25. patient with poorly treated DM may develop serious metabolic complications. They can be divided into: • acute hyperglycemic conditions including • diabetic ketoacidosis (DKA), • hyperglycemic hyperosmolar syndrome (HHS) • lactic acidosis (with or without hyperglycemia), • and hypoglycemia. DKA and HHS represent two extremes in the spectrum of metabolic decompensation in diabetes. They are caused by an absolute or relative lack of insulin, which result in severe disorder of carbohydrate, fat and protein metabolism with varying degrees of osmotic diuresis, dehydration, ketosis and acidosis Acute complications of diabetes
  26. Ketoacidosis is due to severe insulin deficiency, accompanied by raised concentrations of counter-regulatory hormones, particularly glucagon, exacerbating hyperglycemia. High glucagon and low insulin levels promote lipolysis and free faty acids (FFA) release from adipose tissue. Beta oxidation of FFA yields acetyl-CoA, which is normally oxidized in the Krebs cycle to produce ATP. This pathway is overwhelmed in DKA; thus acetyl-CoA is used for acetoacetate and β- hydroxybutyrate (ketone bodies) production and accumulation, causing an acidosis. Hyperglycemia causes extracellular hyperosmolality, which in turn results in an intracellular dehydration. Both hyperglycemia and ketoacidosis contribute to an osmotic diuresis, leading to losses of water, sodium potassium, calcium and other inorganic constituents with subsequent loss in circulating blood volume. Vomiting due to stimulation of the chemoreceptors by ketone bodies may exacerbate dehydration and ion loss. Diabetic ketoacidosis (DKA),
  27. Analytes Typical values comment Glucose ↑ (180 – 540 mg/dL) Value does nor correlate with the severity of metabolic disturbance pH < 7.3 In most cases reduced under 7.1, with compensatory reduced pCO2 Anion gap (AG) > 20 Variable increase, depends on rate and duration of ketones production, degradation and elimination HCO3 - < 10 mmol/L Bicarbonate deficiency (metabolic acidosis) Na+ N/ Most patient have mild hyponatremia due to urinary loss (~ 500 mmol) and water shift from cells K+ > 5 mmol/L Distributional hyperkalemia due to acidosis phosphorus N- during therapy↓ Negative phosphate balance is unmasked after treatment with insulin and volume expansion. U-Ketones Positivity increases during recovery of DKA. Sensitivity of dipstick only to acetoacetate. Urea  Prerenal uremia due to dehydration Creatinine  Ketone bodies interfere with non-enzymatic methods (Jaffe method) Triglycerides  Insulin deficiency + elevated levels of lipolytic hormones (adrenalin, GH, cortisol, and glucagon). LABORATORY PARAMETERS TYPICALLY FOUND IN DKA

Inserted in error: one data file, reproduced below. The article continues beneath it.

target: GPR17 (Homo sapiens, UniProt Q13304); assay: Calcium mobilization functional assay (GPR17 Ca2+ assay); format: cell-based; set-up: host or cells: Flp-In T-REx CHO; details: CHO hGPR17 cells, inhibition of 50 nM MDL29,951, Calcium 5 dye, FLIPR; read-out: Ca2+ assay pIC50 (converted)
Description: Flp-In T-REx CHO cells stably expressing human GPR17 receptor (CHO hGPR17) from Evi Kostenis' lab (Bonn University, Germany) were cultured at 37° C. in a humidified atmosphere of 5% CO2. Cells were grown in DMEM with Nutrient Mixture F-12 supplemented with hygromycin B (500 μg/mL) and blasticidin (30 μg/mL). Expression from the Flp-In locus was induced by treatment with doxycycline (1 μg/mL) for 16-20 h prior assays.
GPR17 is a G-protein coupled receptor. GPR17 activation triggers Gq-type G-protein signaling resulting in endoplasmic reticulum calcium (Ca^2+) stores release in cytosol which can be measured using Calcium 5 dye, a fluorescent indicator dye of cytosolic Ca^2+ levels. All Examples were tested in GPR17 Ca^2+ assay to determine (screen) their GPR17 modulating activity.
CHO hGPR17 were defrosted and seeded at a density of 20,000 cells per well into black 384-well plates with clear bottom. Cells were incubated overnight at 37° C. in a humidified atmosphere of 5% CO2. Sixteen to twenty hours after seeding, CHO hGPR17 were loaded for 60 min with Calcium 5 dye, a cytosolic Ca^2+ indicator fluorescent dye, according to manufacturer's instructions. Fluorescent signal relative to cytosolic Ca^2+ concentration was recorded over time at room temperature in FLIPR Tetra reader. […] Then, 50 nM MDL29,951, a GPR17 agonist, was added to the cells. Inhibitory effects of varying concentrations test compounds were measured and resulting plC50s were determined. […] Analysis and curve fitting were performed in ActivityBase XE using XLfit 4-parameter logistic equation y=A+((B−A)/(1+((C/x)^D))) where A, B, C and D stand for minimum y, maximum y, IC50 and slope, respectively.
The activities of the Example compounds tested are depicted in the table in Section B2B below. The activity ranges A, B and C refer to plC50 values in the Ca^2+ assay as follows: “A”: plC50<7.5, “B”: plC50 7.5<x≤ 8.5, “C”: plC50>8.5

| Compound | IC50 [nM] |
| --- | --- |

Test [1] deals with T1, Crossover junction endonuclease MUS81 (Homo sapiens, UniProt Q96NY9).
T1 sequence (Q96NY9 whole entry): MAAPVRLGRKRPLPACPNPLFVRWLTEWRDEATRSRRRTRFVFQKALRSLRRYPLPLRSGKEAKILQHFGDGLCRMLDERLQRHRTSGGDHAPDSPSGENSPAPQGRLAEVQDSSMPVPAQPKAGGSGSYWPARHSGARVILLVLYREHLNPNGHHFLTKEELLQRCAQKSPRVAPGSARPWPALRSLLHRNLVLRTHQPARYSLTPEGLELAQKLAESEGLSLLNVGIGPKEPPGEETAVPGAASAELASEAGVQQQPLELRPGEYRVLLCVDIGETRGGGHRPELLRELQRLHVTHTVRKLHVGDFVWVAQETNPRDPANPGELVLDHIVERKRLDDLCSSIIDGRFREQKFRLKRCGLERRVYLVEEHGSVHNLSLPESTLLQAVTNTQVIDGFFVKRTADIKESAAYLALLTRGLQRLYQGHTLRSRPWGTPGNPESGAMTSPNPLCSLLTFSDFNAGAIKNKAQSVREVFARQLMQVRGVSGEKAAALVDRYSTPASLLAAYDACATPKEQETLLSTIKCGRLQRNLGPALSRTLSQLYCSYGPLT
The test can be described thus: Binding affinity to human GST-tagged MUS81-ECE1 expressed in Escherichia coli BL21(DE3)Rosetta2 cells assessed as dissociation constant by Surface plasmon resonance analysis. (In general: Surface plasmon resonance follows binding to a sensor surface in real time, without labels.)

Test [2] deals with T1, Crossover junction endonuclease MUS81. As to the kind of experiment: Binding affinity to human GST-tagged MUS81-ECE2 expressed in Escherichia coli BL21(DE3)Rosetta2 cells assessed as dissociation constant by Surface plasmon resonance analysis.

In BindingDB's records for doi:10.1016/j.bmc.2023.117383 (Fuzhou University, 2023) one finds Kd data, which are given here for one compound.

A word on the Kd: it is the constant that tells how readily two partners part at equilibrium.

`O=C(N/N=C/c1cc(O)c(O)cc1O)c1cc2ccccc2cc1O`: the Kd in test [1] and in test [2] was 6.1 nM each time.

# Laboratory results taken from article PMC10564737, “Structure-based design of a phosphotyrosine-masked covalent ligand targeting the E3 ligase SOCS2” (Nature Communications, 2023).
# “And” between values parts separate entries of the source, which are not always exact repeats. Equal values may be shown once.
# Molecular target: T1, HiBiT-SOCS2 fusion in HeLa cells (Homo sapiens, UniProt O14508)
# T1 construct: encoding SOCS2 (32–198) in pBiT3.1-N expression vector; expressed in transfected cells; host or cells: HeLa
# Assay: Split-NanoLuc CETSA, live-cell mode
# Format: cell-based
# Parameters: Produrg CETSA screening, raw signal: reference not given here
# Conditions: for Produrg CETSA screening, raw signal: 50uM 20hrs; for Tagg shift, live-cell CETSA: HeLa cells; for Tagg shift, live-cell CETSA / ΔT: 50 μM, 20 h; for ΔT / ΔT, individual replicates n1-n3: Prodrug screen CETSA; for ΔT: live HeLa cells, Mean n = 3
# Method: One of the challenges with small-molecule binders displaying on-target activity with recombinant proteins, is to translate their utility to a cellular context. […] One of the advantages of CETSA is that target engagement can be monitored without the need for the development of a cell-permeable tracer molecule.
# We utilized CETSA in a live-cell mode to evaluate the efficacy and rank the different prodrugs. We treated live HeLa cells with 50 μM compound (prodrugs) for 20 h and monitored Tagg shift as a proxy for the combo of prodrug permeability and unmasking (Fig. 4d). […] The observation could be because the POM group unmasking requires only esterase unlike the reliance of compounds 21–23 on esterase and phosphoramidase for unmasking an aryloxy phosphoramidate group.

28. Hyperosmolar hyperglycemic syndrome • The predominant finding in hyperglycemic hyperosmolar syndrome (HHS) is marked hyperglycemia (usually >810 mg/dL) without ketosis and metabolic acidosis. • Serum osmolality is markedly increased due to hyperglycemia and severe dehydration. • HHS occurs in elderly patients with T2DM, sometimes as the first manifestation of the disease. • Partially conserved insulin production in T2DM inhibits lipolysis and ketogenesis, but is not able to sufficiently increase glucose utilization in peripheral tissues and suppress hepatic gluconeogenesis, which is also supported by increased anti-insulin hormones. • HHS develops more slowly than DKA,
  29. Diabetes ketoacidosis Hyperosmolar hyperglycemic syndrome Short onset (1 – 3 days) Long onset (many days) Osmolality rarely >320 mOsm/kg Osmolality frequently >320 mOsm/kg Significant hyperketonemia and acidosis None or low ketonemia and acidosis Hyperglycemia relatively modest (or rarely absent Hyperglycemia severe (can be above 800 mg/dL) Occurs mostly in type 1 diabetes Occurs mostly in type 2 diabetes Mortality < 6% Mortality up to 30% DIFFERENCES BETWEEN DKA AND HHS
  30. Hypoglycemia • hypoglycemia is a decrease of blood glucose below the lower limit of normal, which guarantees the maintenance of normal brain function. • Hypoglycemic manifestations arise as a result activation of counter-regulatory hormones, including activation of the sympathetic nervous system (glucagon, adrenaline, cortisol, etc.) and critical glucose deficiency in brain cells SIGNS OF HYPOGLYCEMIA Adrenergic Neuroglycopenic CNS disorder tremor, nervousness, tachycardia, increased sweating, paleness, hunger, nausea, vomiting headache, impaired concentration, behavioural changes irritability, slow reactions, extreme fatigue severe disorientation, dysarthria, slurred speech, aphasia, convulsions, ataxia, hemiplegia, somnolence to coma Glucose < 65 mg/dL Glucose < 57 mg/dL Glucose < 40 mg/dL In diabetics, clinical manifestations may be present at higher blood glucose levels that are still well tolerated by healthy individuals
  31. Hypoglycemia • The cause of hypoglycemia in diabetics is usually easily identifiable: • overdose of insulin (or oral antidiabetics), • insufficient food intake, • increased physical activity, or their combination. • hypoglycemia in individuals without DM, • may occur after several hours of fasting (fasting hypoglycemia) or • is related to food intake (reactive, postprandial hypoglycemia). Laboratory diagnostics aims to confirm hypoglycemia and identify its cause